Custom and Culture of Oman
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Official name of the Country is “Sultanate of Oman” (سلطنة عُمان). Although Arabic is Oman’s official language, there are native speakers of different dialects, as well as Balochi, or offshoots of Southern Arabian, a Semitic language only distantly related to Arabic.
Swahili is also widely spoken in the country due to the historical relations between Oman and Zanzibar. The dominant indigenous language is a dialect of Arabic and the country has also adopted English as a second language. Almost all signs and writings appear in both Arabic and English.
Oman is famous for its khanjar knives, which are curved daggers worn during holidays as part of ceremonial dress. Today traditional clothing is worn by most Omani men. They wear an ankle-length, collarless robe called a dishdasha that buttons at the neck with a tassel hanging down. Traditionally this tassel would be dipped in perfume. Today the tassel is merely a traditional part of the dishdasha.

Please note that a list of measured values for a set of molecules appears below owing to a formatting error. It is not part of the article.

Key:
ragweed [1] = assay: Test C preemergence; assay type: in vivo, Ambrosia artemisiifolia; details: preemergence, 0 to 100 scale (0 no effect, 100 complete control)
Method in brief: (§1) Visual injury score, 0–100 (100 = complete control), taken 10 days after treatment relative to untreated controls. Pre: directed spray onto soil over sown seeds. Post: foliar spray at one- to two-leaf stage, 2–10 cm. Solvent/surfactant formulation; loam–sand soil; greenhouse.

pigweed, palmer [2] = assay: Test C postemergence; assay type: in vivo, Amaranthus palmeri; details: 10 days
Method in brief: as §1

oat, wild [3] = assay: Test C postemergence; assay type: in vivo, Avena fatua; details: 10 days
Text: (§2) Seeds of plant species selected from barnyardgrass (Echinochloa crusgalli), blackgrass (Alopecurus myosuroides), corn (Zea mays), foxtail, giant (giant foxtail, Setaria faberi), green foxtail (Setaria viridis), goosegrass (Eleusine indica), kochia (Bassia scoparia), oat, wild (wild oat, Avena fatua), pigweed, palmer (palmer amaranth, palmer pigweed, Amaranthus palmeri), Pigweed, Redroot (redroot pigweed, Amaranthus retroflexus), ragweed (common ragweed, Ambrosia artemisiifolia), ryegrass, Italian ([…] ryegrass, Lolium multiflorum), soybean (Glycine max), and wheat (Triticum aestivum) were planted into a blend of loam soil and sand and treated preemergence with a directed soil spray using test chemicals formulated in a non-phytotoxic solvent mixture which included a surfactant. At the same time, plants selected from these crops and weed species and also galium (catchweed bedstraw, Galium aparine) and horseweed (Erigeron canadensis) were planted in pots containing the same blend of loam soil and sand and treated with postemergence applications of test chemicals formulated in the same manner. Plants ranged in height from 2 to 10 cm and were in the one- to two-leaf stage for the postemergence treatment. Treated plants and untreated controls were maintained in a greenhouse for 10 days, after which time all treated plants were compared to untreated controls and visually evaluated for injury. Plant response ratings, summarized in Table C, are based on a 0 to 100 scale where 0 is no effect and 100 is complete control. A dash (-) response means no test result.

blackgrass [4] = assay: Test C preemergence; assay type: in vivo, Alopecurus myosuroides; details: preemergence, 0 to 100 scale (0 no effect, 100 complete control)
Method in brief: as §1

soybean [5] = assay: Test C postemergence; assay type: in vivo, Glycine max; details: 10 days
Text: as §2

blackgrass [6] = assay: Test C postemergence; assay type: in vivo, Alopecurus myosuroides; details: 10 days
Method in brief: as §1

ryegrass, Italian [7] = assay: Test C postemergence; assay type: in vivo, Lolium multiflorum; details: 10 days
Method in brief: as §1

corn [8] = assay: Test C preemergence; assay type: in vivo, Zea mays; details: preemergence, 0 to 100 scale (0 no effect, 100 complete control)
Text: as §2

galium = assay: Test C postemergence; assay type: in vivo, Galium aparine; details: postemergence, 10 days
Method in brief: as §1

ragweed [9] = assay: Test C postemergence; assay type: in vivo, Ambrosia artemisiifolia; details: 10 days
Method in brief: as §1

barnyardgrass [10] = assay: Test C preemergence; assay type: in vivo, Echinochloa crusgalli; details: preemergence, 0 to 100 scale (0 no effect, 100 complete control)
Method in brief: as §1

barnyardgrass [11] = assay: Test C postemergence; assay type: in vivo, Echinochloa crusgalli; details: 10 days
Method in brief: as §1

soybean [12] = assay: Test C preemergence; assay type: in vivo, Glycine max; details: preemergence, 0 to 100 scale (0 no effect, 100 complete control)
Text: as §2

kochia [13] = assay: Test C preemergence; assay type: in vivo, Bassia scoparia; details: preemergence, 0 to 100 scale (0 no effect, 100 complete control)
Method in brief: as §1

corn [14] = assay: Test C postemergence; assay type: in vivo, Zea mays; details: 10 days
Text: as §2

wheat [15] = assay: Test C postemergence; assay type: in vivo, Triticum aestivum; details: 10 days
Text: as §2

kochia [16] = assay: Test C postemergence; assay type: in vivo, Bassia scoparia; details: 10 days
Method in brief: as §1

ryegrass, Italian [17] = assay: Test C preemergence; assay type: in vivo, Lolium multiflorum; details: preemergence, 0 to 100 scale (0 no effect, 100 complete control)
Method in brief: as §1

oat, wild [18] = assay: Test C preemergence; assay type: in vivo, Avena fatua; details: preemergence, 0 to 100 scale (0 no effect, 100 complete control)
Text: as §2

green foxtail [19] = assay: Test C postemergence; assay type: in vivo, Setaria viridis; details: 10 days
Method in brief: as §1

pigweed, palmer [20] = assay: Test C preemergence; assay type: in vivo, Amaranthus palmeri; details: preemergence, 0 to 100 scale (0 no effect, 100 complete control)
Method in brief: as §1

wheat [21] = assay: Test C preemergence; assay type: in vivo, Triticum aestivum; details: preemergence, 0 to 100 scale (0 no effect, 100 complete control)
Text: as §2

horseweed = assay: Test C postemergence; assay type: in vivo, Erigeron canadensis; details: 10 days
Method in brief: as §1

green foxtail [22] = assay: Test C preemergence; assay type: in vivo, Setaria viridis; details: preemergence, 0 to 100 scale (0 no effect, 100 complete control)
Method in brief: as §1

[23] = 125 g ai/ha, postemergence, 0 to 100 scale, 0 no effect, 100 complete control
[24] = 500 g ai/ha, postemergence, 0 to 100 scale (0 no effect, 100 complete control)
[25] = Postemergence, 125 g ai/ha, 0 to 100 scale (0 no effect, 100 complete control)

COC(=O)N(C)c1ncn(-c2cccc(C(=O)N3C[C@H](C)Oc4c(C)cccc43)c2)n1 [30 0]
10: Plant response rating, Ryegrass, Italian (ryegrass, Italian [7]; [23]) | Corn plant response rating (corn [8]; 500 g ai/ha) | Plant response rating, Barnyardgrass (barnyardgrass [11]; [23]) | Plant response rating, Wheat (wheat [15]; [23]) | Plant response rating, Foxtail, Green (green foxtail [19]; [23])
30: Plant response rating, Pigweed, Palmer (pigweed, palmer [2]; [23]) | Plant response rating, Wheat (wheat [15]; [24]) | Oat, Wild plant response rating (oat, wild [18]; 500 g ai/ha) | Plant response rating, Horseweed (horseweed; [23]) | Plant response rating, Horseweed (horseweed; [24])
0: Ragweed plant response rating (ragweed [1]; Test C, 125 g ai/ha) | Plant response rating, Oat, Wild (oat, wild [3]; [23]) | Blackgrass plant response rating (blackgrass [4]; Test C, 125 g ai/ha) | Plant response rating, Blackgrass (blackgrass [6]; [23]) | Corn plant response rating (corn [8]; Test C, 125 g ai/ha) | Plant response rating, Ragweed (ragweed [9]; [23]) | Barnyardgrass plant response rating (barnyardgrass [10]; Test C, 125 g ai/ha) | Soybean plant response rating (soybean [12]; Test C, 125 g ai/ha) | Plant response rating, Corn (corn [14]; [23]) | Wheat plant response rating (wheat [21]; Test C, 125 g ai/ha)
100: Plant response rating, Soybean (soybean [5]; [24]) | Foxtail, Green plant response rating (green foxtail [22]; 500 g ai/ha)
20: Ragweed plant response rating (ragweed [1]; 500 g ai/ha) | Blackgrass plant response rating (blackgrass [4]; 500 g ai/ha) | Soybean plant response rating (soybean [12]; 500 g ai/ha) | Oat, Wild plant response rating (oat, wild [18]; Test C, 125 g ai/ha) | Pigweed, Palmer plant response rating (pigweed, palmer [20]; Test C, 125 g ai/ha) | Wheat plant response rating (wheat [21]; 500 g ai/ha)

Women wear hijab and abaya. Some women cover their faces and hands, but most do not. The abaya is a traditional dress and it is current having different styles. The Sultan has forbidden the covering of faces in public office. On holidays, such as Eid, the women wear traditional dress, which is often very brightly colored and consists of a mid-calf length tunic over pants.
A very important part of Omani culture is hospitality. If invited into an Omani house, a visitor is likely to be greeted with a bowl of dates, qahwa (coffee with cardamom – standard Arabic) and fruits. The coffee is served fairly weak in a small cup, which should be shaken after three servings to show that you have finished. The dates are in lieu of sugar. Halwa and other sweets are often given at celebrations such as Eids.
The Omani culture is steeped in the religion of Islam. With this in mind the Islam month of fasting, Ramadan and other Islamic festivities are very important events in Omani culture.
For men the national dress is an ankle-length, collarless gown with long sleeves called the dishdasha. There are several accessories including a muzzar (a type of turban), an assa (a cane or stick) and a Khanjar. The Khanjar is a ceremonial curved dagger that is a symbol of male elegance and are worn at formal events and holidays.
An enduring symbol of Oman is the traditional Dhow. These dailing ships have been around for several centuries, there is evidence of an Omani Dhow reaching China in the 8th Century. the dhows are still in operation primarily used for fishing, exporting and tourism. The main ports of Sohar, Sur, Salalah and Muscat all maintain a large fleet. Sur also has an extensive dhow building industry.